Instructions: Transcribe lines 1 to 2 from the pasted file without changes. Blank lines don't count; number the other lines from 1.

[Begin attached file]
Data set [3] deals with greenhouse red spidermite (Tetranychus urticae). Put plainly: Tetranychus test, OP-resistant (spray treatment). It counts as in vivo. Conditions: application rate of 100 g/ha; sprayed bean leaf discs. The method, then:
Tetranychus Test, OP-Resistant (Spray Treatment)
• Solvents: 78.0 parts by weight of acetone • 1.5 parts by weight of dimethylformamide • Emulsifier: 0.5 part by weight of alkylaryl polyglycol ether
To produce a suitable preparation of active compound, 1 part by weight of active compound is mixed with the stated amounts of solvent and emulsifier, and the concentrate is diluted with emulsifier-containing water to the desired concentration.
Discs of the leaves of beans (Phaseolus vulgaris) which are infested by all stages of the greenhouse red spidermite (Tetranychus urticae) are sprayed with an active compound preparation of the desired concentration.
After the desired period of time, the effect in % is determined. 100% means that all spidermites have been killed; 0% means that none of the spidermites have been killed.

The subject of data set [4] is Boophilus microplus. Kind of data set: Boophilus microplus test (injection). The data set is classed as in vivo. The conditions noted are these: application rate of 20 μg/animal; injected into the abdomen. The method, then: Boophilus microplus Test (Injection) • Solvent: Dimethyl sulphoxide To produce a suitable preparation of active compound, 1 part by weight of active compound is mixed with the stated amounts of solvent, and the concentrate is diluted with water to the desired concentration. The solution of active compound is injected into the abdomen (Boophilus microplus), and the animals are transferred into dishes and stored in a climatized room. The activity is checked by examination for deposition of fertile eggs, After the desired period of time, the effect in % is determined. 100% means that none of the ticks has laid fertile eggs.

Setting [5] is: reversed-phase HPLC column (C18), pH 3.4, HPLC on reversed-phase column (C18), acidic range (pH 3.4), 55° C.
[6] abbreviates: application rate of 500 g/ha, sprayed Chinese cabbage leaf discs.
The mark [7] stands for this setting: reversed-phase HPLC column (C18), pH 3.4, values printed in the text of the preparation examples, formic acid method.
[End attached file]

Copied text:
Data set [3] deals with greenhouse red spidermite (Tetranychus urticae). Put plainly: Tetranychus test, OP-resistant (spray treatment). It counts as in vivo. Conditions: application rate of 100 g/ha; sprayed bean leaf discs. The method, then:
Tetranychus Test, OP-Resistant (Spray Treatment)